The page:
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6. Fees for electronic records

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  • Georgia

    In addition to a charge for the search, retrieval or redaction of records, an agency may charge a fee for the copying of records or data but, in the case of electronic records, this fee is limited to the actual cost of the media on which the records or data are produced. O.C.G.A. § 50-18-71(c)(2).

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  • Kansas

    Fees for electronic records shall include only the use of any computer services including staff time. K.S.A. 45-219(c)(2). There is no specific cost provision for microfiche or non-print media.

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  • Massachusetts

    Except where otherwise provided by statute, fees are not more than 50 cents per page for computer printouts, plus the “actual cost incurred from the use of the computer time.” 950 CMR 32.06(1). However, “[t]he only such ‘actual costs’ which may be recovered are: the cost of the energy consumed during use, the materials used, and the prorated salary of the computer operator.”  SPR Bulletin 4-96, Fees for Access and Copying of Electronic Public Records (June 7, 1996). The custodian is required to develop a program for segregating responsive electronic data from exempt data, and, again, only actual costs may be charged.  SPR Bulletin 4-96, at 2. In any event, the fee may not include costs expended to develop the database, input data, create the original records (unless the custodian is voluntarily creating a record in response to the request, see III.B, above) or organize files; because a records custodian has an independent, affirmative obligation to maintain records in an orderly fashion, those costs cannot be passed along to a requester.  SPR Bulletin 4-96 (June 7, 1996); Guide to Mass. Pub. Recs. Law (Sec’y of State, rev. March 2009), at 3.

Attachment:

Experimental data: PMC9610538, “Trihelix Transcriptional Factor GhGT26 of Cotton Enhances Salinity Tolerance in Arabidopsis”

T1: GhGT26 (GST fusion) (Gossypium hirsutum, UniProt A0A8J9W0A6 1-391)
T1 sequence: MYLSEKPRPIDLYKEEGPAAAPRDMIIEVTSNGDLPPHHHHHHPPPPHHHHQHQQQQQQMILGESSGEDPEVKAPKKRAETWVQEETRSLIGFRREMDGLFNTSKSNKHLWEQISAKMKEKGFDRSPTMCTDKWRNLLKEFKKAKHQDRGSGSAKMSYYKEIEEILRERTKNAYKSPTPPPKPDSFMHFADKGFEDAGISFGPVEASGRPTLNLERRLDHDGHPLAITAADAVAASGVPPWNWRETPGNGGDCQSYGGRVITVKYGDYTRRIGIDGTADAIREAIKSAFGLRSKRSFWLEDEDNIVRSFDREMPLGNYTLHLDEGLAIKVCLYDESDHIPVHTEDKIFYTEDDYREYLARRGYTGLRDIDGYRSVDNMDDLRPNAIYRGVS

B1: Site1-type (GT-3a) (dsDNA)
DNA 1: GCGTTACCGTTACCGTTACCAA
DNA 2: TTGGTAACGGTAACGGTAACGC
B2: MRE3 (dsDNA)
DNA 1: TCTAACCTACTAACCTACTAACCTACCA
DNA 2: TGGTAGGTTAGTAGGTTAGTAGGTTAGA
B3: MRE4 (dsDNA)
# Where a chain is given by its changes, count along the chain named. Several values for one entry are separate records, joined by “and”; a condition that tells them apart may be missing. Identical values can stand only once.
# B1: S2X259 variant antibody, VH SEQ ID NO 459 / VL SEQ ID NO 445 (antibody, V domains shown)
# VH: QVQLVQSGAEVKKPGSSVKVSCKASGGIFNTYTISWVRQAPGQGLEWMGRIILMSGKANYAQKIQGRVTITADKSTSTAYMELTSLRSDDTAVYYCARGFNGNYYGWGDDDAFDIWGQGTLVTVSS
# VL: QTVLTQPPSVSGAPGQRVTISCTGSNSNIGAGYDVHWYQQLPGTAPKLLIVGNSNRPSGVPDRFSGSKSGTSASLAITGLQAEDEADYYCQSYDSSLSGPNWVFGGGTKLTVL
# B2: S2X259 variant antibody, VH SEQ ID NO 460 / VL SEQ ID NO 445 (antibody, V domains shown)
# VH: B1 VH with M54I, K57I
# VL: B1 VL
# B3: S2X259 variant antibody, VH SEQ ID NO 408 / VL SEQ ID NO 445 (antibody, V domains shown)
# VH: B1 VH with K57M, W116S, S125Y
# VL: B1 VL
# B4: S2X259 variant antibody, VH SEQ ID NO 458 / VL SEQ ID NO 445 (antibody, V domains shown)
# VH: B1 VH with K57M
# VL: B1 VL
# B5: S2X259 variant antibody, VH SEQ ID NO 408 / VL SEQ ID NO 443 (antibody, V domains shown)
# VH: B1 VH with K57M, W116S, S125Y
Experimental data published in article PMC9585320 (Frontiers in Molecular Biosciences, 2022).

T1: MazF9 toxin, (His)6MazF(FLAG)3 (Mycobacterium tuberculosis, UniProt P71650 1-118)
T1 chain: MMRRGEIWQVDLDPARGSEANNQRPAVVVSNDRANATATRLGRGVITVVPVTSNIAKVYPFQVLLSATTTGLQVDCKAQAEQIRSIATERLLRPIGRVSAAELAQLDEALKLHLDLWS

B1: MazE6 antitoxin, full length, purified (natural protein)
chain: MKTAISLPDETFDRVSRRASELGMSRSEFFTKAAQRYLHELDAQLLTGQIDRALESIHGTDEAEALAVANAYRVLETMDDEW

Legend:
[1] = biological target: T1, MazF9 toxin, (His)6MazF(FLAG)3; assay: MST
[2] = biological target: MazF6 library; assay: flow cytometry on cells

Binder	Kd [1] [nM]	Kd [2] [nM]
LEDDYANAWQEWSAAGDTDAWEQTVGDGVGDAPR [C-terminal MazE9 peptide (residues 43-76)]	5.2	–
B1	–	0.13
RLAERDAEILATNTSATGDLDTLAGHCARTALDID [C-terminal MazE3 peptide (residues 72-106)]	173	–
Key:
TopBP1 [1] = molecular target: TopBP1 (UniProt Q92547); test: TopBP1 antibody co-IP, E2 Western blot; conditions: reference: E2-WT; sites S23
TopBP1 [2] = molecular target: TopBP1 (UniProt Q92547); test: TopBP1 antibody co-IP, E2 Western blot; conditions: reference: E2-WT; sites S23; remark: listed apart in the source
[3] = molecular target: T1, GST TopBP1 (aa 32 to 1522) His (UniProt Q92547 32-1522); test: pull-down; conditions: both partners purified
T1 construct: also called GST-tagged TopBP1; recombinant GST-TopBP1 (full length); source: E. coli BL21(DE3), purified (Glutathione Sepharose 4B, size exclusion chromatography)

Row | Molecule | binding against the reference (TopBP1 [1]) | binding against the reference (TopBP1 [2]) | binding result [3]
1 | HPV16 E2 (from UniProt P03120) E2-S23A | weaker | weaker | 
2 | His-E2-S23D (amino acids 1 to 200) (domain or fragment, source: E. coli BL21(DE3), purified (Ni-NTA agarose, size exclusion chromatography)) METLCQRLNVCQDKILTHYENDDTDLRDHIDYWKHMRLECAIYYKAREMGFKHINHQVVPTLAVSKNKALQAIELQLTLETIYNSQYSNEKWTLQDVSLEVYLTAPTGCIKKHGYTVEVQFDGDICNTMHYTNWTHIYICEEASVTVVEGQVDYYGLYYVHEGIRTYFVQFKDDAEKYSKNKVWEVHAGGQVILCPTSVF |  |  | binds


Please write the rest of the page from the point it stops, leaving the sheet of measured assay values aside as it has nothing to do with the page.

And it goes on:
In some instances, statutes prescribe fees for specific types of records. See, e.g., G.L. c. 66, § 10(a) (pertaining to motor vehicle accident reports, fire insurance reports, and other records of police or fire departments); G.L. c. 262, § 38 (copies of Registry of Deeds records).  The records custodian may charge the actual cost of reproduction (as defined below) for a copy of a record “not susceptible to ordinary means of reproduction, such as large computer records….”  Guide to Mass. Pub. Recs. Law (Sec’y of State, rev. March 2009), at 2; 950 CMR 32.06(1)(f).

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  • Pennsylvania

    Pursuant to 65 Pa. Stat. Ann. § 67.1307(e), agencies may impose a flat rate, a subscription fee for a period of time, a per-transaction fee, a fee based on the cumulative time of system access, or any other reasonable method for “enhanced electronic access.”  The user fees for enhanced electronic access must be reasonable, pre-approved by the Office of Open Records, and absent an intent or effect of excluding persons or creating profit for the agency.  65 Pa. Stat. Ann. § 67.1307(e).

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  • Texas

    Generally, the cost of obtaining a copy of public information must be an amount that reasonably includes all costs related to producing the public information, including costs of materials, labor, and overhead. See Tex. Gov’t Code § 552.261. In the event the response to a request for information requires programming or manipulation of data, the cost of providing the information in electronic form is determined in accordance with the rules established by the Attorney General under Section 552.262. See Tex. Gov’t Code § 552.231(b)(4). If a request for a copy of public information will result in the imposition of a charge under this subchapter that exceeds $40, or a request to inspect a paper record will result in the imposition of a charge under Section 552.271 exceeding $40, the governmental body must provide the requester with a written itemized statement that details all estimated charges. See Tex. Gov’t Code § 552.2615.

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  • Wisconsin

    Fees for electronic records, like all others, may not exceed “the actual, necessary and direct cost of providing the information.” WIREdata, Inc. v. Village of Sussex, 2008 WI 69, ¶ 107, 310 Wis. 2d 397, 751 N.W.2d 736; see Media Placement Servs., Inc. v. Wis. Dep’t of Transp., 2018 WI App 34, 382 Wis. 2d 191, 913 N.W.2d 224 (news media not entitled to free access to government web portal).

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